Technology Supported Learning & Retention/ePortfolio

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ePortfolio


ePortfolio - a collection of products and processes selected and organized to highlight specific aspects of the portfolio creator and his or her work

Learning outcomes

  • products - may contain photos, graphics, videos, written narratives and hypertext
  • process - use technology to create, collect, organize, present, distribute
  • literacy - competence

Consideration

  • scope - course, school, lifelong
  • audience - faculty, classmates, employers
  • duration
  • media - hosted service, removable media DVD
  • reflection - personal information, privacy

Infrastructure requirements

  • digital repository - content organization, management, access control
  • content creation - applications, hardware
  • media reformat
  • instruction - why, what, how
  • support

Assessment: Student Portfolios

A student portfolio is a collection of products and processes selected and organized to highlight specific aspects of the portfolio creator and his or her work. What goes into the portfolio depends on its purpose and usually includes reflection on the materials included and the portfolio as a whole. Portfolios may be required for a course, a major, or a career goal. Electronic portfolios may contain photos, graphics, videos, written narratives and hypertext links to organize the material.

The links provide information on portfolio development and examples of student portfolios. The links in the section on electronic portfolios could prove useful to students as they develop their own portfolios. http://fod.msu.edu/OIR/Assessment/portfolios.asp


NLIEE Report on the Use of ePortfolios in Higher Education

This white-paper is an overview of ePortfolio implementation. Three types of e-portfolios are described in this report: student e-portfolios, teaching e-portfolios, and institutional e-portfolios. E-portfolios can support student advisement, career preparation, and credential documentation; the sharing of teaching philosophies and practices; department and program self-studies; and institutional and program accreditation processes. This report defines and categorizes e-portfolios, offers examples of higher education e-portfolio implementations, reviews e-portfolio technology, and addresses adoption issues. http://connect.educause.edu/library/abstract/AnOverviewofEPortfol/39335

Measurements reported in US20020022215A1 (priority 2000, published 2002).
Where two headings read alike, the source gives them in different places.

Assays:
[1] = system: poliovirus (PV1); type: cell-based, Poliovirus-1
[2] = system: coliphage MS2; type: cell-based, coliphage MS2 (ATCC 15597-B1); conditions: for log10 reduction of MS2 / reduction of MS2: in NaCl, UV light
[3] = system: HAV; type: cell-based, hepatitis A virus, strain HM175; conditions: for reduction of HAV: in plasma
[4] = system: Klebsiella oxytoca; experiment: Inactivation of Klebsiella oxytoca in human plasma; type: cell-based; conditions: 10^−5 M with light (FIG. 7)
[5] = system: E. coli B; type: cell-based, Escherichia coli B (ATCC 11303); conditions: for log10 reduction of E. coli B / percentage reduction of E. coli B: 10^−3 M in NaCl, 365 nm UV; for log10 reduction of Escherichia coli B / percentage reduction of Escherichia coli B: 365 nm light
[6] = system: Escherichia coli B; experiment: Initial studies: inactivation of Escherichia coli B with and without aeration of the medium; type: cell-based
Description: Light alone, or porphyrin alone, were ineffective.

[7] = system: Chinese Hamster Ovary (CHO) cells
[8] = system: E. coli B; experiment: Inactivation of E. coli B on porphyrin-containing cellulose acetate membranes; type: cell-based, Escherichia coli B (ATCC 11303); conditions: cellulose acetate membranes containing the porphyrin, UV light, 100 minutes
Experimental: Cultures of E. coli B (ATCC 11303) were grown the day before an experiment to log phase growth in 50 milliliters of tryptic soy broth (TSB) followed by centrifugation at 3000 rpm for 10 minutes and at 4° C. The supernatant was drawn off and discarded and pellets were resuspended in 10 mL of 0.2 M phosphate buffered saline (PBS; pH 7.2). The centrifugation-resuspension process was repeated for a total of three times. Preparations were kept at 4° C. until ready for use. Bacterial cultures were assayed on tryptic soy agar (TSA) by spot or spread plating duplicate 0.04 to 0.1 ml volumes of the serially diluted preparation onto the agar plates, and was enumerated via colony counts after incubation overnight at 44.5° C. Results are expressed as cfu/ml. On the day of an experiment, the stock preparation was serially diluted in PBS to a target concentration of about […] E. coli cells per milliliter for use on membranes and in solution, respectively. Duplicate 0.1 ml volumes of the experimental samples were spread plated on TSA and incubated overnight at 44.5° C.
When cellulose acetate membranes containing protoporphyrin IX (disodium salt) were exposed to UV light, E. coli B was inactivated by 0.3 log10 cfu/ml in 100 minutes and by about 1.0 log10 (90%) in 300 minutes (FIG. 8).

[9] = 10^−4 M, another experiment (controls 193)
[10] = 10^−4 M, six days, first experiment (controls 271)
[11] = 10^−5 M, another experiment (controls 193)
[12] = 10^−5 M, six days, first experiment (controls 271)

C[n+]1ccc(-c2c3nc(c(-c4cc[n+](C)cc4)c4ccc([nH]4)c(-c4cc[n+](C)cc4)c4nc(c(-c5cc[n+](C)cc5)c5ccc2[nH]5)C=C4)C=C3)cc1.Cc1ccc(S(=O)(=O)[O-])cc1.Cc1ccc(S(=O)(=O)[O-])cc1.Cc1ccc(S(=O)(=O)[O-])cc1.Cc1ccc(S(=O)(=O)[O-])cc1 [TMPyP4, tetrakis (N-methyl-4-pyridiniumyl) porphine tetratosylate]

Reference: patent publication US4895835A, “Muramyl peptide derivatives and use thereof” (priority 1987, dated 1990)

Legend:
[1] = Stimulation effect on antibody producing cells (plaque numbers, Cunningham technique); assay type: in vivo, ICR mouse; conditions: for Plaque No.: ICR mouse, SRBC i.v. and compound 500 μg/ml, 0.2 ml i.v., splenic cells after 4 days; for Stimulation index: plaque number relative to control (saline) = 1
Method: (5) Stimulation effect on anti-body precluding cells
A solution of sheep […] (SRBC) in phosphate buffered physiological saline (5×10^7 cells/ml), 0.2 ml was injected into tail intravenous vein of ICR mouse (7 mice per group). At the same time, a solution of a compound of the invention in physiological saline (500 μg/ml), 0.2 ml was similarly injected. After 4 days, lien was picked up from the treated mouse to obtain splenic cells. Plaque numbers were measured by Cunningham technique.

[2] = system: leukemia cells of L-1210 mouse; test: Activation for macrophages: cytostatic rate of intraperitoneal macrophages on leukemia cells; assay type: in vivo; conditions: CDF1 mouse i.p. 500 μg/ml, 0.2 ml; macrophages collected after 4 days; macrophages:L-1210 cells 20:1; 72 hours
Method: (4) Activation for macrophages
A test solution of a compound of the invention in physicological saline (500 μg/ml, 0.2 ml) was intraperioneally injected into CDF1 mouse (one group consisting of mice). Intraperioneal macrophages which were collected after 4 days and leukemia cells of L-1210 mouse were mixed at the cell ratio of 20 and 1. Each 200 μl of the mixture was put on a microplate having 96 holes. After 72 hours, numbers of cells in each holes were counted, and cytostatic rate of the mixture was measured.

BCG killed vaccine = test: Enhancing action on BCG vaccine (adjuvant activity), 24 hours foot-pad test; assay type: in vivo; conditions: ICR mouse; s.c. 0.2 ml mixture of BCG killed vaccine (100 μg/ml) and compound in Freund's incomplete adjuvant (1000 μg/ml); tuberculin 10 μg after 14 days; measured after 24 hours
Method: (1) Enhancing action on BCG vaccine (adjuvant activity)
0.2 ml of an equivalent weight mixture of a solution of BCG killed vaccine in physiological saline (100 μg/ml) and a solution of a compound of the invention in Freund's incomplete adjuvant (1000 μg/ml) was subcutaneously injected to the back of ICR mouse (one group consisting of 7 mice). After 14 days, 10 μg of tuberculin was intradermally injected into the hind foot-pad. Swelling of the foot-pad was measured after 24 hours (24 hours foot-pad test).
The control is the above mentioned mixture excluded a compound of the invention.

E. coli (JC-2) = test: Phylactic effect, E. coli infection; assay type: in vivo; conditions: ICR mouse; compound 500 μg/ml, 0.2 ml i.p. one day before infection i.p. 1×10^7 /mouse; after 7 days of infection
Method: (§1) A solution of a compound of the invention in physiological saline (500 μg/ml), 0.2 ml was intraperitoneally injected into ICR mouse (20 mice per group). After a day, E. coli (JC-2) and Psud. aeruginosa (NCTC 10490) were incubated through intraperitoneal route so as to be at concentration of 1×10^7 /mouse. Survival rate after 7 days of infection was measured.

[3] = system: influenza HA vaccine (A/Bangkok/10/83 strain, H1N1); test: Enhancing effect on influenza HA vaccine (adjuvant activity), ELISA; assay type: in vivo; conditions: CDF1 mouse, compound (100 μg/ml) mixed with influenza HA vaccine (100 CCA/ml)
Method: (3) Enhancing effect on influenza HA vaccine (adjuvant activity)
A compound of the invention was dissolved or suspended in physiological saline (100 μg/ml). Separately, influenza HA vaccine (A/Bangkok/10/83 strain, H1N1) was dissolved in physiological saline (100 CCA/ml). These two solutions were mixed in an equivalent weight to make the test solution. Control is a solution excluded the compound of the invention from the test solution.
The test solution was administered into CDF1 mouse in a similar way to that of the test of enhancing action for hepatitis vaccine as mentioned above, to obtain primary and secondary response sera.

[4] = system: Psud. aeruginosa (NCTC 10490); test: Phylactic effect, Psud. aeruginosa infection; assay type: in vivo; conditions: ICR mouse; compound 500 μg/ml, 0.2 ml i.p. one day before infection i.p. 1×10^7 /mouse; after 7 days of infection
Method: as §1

Becta Research Report http://partners.becta.org.uk/index.php?section=rh&catcode=_re_rp_02&rid=14007

Helen Barrett, E-Portfolios for Learning Helen Barrett links to and discusses the Becta report, Impact study of e-portfolios on learning , and in particular, displays an interesting graphic of “the three distinct components of an e-portfolio system: the digital archive (repository of evidence), tools to support different processes, and different presentation portfolios developed for different purposes and audiences.” http://electronicportfolios.org/blog/2007/07/becta-research-report.html